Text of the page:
Growing naturally to a compact size, Meyer lemon trees (Citrus × meyeri) don't need regular pruning. These decorative evergreen trees grow 6 to 10 feet tall and 4 to 8 feet wide, and they can be grown in containers. Late frosts sometimes damage Meyer lemons, though the trees are hardy in U.S. Department of Agriculture plant hardiness zones 9 through 11. Frost-damaged stems should be pruned, and light pruning later in the year can improve the trees' shape. Wipe pruning shear blades with a cloth that was dipped in rubbing alcohol, before and after pruning Meyer lemon trees. For branches thicker than 1/2 inch, use loppers or a pruning saw.
Waiting for Signs of Frost Damage
Frost damage on Meyer lemon trees may not be noticeable until late spring. Meyer lemons grow best in climates where temperatures range from about 58 degrees Fahrenheit at night to about 72 degrees Fahrenheit in the daytime. Frost damages leaves, stems, flowers and developing fruits, and prolonged or severe frosts can affect large areas of trees.
Wait until new growth appears before pruning frost-damaged Meyer lemon trees. Some stems may seem to be damaged but sprout new leaves; other stems may look fine but have died. If you're unsure whether a stem is alive, scrape the bark back with your thumbnail. The wood just under the bark of living stems is green.
Pruning Frost-Damaged Stems
Pruning frost-damaged stems on Meyer lemon trees in late spring helps prevent diseases and improves the trees' appearance. Frost-damaged stems are sometimes dark and may look shriveled. They also don't produce new leaves when the rest of the tree is growing healthily.
Frost damage affects stem tips and whole stems. Prune frost-damaged stem tips just above the nearest leaf, and prune damaged stems where they join healthy growth. Pick off blackened, or discolored, wilted leaves, flowers and fruits. Frost-damaged Meyer lemon trees can recover from severe frost damage, though it may take several years.
Shaping Meyer Lemon Trees
Meyer lemon trees occasionally benefit from light, late summer pruning to improve their shape. In late summer most Meyer lemon trees have stopped growing, and as temperatures fall the trees harden their bark to prepare for winter.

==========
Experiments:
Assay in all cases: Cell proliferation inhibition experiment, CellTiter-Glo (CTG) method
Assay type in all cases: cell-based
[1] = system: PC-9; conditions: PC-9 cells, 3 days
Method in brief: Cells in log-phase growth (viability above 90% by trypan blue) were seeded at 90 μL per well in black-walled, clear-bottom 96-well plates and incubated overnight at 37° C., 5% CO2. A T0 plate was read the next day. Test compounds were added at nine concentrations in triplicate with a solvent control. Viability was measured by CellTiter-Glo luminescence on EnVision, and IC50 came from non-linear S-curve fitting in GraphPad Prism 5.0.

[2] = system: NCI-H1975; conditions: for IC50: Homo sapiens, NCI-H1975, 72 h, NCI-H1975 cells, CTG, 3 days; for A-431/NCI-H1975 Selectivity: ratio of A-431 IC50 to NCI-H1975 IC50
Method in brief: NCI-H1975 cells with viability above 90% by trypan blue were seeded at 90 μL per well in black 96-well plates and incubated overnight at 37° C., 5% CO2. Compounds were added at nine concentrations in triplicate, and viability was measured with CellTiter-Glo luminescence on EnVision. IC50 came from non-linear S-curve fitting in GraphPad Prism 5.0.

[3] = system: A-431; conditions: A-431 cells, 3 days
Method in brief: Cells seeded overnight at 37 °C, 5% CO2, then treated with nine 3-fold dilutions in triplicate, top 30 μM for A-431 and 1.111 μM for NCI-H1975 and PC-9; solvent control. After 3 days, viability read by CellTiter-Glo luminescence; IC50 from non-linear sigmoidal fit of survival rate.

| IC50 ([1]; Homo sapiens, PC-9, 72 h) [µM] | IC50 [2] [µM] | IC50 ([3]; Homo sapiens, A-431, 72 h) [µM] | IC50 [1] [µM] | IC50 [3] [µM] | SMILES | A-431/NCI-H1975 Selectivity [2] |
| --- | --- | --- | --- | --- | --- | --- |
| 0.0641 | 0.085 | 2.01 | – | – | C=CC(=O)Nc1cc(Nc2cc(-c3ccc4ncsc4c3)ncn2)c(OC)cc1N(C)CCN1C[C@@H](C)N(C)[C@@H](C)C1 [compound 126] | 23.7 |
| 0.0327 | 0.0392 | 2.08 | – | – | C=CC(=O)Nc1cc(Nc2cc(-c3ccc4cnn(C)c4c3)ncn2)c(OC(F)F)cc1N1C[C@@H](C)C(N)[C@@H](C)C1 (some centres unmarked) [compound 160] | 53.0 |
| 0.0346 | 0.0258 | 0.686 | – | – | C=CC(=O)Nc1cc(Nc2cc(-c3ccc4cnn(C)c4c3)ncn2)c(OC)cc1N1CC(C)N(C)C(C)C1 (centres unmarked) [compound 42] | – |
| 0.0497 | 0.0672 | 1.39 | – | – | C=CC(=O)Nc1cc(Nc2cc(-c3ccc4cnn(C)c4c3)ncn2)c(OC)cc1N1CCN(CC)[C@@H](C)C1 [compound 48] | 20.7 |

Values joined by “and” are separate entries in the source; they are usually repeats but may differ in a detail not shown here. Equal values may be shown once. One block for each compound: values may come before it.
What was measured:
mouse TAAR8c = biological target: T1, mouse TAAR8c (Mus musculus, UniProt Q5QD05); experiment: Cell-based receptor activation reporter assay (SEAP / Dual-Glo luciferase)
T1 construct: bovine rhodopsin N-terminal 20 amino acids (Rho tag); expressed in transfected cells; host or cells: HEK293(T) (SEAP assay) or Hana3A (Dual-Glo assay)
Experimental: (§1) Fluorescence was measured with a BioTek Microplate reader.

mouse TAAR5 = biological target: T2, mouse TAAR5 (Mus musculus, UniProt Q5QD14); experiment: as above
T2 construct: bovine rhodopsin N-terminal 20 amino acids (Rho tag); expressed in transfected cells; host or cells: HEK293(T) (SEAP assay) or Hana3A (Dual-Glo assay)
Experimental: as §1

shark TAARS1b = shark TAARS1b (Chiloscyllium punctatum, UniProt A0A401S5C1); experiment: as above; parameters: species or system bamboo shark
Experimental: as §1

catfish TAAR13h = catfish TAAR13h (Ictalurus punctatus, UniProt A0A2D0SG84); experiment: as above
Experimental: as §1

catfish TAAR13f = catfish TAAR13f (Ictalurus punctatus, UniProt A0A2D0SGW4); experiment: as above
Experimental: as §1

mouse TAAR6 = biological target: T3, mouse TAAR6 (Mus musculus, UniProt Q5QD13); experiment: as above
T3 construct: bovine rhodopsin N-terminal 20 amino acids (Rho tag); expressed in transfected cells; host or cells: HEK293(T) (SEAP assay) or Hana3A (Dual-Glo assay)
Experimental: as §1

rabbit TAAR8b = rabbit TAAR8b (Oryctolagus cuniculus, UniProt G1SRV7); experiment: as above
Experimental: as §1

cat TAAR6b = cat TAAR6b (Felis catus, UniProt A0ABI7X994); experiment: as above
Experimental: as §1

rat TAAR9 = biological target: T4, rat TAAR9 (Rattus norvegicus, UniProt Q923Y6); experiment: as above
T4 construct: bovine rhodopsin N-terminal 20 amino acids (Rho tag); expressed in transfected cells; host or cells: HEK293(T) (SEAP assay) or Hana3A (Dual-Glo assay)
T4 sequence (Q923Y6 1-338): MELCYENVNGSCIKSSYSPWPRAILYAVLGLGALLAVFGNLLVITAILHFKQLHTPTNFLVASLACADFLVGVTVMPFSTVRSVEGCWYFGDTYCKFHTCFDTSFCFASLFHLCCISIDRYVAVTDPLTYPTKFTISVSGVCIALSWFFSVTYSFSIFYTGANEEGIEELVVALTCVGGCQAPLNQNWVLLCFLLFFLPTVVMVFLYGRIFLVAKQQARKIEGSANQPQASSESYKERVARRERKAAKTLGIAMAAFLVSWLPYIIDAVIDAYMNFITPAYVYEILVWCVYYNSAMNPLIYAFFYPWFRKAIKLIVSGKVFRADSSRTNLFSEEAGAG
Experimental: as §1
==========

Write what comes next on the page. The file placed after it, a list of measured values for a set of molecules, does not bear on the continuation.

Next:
When pruning Meyer lemon trees for shape, don't remove the lower portion of the stems to create a clear, smooth trunk. The lower portion of the trees produces plenty of fruit, and it's also the most accessible area for harvesting.
Pruning in Late Summer
Pruning Meyer lemon trees in late summer involves removing stems that are overly long, crossing or generally spoil the trees' shape. Meyer lemon trees growing as a hedge can be lightly clipped in late summer.
When there is no fresh, new growth on the trees, prune overly long stems at the desired length just above an outward-facing leaf. Prune crossing stems and stems that spoil the trees' shape where they join the rest of the tree. To clip a Meyer lemon tree hedge, prune stems at the desired length just above the nearest leaf. Don't cut leaves in half because this creates a rough, unattractive effect.
- Missouri Botanical Garden: Citrus × Meyeri
- University of California Sonoma County Master Gardeners: Meyer Lemon
- University of California, Santa Cruz, Center for Agroecology and Sustainable Food Systems: Citrus Offers Year-Round Options
- University of California Riverside: Improved Meyer Lemon
- Oregon State University Extension Service: Meyer Lemons Can Be Grown in PNW if Protected From Winter
A graduate of Leeds University, Jenny Green completed Master of Arts in English literature in 1998 and has been writing about travel, gardening, science and pets since 2007. Green's work appears in Diva, Whole Life Times, Listverse, Earthtimes, Lamplight, Stupefying Stories and other websites and magazines.